By Wade Kinley
If we weren’t looking for it, we might not have found it. Even then, we almost didn’t.
In a little retail complex that blends into the space between the rest of the progress on 2nd Street in North Vancouver, tucked away under signs for other businesses, sits South Castle Korean. A tiny sign in otherwise black tinted window, the only suggestion of the bustle happening inside.
When we showed up on a sunny Sunday afternoon, an easy walk from the Lonsdale Quay where the Seabus brings you from downtown Vancouver, the business next door had been closed and emptied, so that we thought for a minute that we had left it too late – had they gone out of business?
Quite the opposite.
Inside the little room of no more than 30 seats, every one of them was full of happy lunchers slurping soup and digging into hot stone bowls. Soup is what they do here, for the most part, and they do it very well; it makes up most of the 14 items on a very selective menu. Soup and organ meats, that seems to be their specialty. A small window behind the bar allows a peek into the kitchen where you can watch the chefs squeeze, chop and boil up their house made Korean-style blood sausage.
We started with the first item on the menu, soup with blood sausage and organs; might as well dive right in! I went 3 out of 5 on the spice level, and as soon as our server left I noticed our neighbour to my right dabbing his forehead with his napkin, and I immediately feared I’d made a rookie mistake.
I heard the soup before I saw it. It arrived to the table gurgling away in its stone pot, as if reminding you to take a minute to admire the chef’s handiwork–or snap a couple photos for your blog–before you can get a piping hot spoonful anywhere near your lips.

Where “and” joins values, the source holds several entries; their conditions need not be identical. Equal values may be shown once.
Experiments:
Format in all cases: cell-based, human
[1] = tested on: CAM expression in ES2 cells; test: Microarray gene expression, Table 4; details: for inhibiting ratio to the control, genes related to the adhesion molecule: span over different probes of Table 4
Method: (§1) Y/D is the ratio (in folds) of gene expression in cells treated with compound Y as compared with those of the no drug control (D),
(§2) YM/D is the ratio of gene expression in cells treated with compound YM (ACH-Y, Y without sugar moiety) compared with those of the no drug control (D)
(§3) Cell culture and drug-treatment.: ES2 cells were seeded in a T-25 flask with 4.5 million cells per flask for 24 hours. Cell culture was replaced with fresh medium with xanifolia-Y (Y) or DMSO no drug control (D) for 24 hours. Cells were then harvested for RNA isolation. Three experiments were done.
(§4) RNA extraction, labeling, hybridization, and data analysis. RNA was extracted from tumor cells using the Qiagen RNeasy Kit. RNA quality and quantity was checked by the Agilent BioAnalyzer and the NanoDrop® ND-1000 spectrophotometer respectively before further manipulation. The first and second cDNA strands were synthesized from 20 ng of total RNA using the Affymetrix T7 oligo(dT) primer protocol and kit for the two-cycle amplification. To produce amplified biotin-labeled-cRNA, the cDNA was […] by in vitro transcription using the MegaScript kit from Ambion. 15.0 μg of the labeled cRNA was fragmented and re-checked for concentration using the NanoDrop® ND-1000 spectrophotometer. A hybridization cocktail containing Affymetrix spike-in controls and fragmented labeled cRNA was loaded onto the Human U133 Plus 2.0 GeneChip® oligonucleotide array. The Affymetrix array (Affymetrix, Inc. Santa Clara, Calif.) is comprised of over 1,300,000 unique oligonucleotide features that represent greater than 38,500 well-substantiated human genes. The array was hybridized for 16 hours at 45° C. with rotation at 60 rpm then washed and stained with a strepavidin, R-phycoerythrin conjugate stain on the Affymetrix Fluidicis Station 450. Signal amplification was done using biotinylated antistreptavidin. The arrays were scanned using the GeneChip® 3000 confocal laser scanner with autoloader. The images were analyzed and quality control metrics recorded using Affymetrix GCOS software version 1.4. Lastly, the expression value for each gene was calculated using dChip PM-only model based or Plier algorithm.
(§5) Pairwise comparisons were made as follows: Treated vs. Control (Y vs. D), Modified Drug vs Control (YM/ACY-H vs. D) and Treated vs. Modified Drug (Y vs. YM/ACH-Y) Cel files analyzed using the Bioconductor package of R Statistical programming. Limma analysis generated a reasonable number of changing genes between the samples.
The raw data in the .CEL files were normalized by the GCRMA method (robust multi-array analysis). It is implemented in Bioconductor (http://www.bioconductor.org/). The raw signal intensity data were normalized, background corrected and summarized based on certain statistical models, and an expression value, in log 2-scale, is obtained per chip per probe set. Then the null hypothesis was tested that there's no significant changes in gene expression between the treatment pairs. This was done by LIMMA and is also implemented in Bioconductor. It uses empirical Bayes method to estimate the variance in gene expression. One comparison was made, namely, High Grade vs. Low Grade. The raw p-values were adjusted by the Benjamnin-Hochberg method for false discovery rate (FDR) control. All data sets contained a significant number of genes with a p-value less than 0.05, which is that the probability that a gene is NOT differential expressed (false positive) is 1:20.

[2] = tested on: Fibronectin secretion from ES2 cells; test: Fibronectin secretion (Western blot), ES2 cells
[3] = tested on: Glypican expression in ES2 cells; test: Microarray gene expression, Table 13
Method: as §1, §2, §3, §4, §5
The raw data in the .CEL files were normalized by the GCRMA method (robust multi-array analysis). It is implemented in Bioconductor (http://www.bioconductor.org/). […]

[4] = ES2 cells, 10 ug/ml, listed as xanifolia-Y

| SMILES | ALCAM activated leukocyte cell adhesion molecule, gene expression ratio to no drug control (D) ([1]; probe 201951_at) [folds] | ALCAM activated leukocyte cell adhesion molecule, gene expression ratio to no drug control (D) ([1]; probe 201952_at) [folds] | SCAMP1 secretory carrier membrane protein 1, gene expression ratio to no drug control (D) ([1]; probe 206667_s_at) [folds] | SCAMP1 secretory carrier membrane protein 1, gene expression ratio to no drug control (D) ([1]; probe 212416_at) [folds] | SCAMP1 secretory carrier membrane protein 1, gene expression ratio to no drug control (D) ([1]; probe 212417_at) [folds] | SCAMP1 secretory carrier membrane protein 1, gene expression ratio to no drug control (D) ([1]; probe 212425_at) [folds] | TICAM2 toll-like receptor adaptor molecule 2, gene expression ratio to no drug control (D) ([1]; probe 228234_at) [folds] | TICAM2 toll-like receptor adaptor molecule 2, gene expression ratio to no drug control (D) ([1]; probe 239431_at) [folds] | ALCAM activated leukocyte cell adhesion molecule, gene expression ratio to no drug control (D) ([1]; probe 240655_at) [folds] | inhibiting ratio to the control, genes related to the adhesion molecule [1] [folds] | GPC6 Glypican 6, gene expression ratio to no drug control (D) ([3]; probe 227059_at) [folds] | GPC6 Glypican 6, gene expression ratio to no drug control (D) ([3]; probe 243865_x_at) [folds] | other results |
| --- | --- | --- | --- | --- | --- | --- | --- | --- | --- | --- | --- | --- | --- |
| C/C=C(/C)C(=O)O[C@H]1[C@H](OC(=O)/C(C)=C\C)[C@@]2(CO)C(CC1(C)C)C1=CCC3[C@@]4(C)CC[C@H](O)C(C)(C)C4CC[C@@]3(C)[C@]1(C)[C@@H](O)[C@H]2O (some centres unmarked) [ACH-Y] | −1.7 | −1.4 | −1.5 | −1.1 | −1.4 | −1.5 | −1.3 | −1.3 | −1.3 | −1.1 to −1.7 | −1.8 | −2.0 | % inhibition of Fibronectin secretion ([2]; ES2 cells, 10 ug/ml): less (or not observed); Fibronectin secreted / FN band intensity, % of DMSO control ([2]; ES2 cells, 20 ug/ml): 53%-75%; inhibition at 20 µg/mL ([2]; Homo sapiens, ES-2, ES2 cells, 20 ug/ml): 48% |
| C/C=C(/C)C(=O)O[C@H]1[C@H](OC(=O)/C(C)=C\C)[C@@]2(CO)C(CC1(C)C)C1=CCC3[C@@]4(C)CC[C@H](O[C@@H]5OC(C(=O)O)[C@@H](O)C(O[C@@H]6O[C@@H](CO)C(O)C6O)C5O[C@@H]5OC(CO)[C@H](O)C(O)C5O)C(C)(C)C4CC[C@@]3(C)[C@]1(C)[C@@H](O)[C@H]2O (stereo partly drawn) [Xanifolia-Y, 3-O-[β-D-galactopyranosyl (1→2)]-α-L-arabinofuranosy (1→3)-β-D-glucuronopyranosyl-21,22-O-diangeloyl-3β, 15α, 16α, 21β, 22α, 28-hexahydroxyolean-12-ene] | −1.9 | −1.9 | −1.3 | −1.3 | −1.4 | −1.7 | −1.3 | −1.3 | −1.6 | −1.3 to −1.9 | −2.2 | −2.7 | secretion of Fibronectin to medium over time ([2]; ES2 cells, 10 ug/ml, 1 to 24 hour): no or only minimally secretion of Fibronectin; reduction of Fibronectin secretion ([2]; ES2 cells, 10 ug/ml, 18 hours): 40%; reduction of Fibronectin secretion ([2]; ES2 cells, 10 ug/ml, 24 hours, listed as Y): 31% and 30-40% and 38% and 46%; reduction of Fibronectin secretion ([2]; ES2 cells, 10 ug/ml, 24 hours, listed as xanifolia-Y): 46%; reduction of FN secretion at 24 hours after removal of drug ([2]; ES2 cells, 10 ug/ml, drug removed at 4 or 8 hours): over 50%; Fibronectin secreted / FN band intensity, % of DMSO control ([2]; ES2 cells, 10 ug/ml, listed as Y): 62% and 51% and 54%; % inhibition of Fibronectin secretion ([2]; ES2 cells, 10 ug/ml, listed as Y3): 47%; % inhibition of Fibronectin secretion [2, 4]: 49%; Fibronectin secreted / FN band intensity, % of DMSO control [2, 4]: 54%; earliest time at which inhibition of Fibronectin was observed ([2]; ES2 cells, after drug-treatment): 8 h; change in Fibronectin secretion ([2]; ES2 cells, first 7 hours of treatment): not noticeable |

Once it was safe, the soup was hearty and meaty from the ample sausage and tender organs simmering in a simple salty broth that flourished from a good hit of gochujang, a fermented red pepper paste, similar to siracha. There was no scrounging around for the good stuff, either, (you listening, local pho joints?) the meat was more than plentiful. If you can finish a bowl on your own, good on ya.
Next up was the kimchi tofu soup, with soft tofu, ground pork and an egg on top that cooked right in front of us as the bowl boiled away. It was a delicious Ramen-like soup that didn’t last long between me and my companion. The tangy pickled onion and lotus root turned out to be a perfect accompaniment to the spicy-umami of the rich red broth. Man, those pickles were good.
I had brought my friend Chanel who had lived for two years in Korea to help guide me through what I’d heard was quite an authentic Korean dining experience. She told me that one of the things that set restaurants apart from others in Korea was the quantity and quality of sides that are brought to the table at the beginning of your meal. In that regard, put South Castle right up there. Besides the pickles, there was a plate of spicy fermented radish that were sweet and crunchy, and odeng (or eomuk, depending who you ask) a salty fishcake in a sweet vinegar.
After two soups, hearty as they were, we figured we owed it to ourselves to get a taste of South Castle’s version of the Korean staple, the hot stone pot bipimbap. Again, a crackling sizzle heralded its arrival. Subtlety smoky and chock full of crisp veg and sticky rice, it’s about as perfect as comfort food gets.
We set down our slim steel chopsticks, stuffed and happy, grateful to have discovered a true gem in a city that keeps surprising.
South Castle Korean Restaurant is not a place you’ll find flooding your Instagram with filtered pics and punny captions, because they don’t need to. Those that know, know.
And now, so do you.
(But in case you were wondering about those numbers, a “3” is described as “medium hot,” which, it turns out, is a true descriptor – a definite kick, but not unbearable. So, order a “5: extremely hot,” at your peril. Maybe that’s what our neighbour did.)
South Castle Korean is at 141 2nd St E, North Vancouver, a short walk from the Seabus.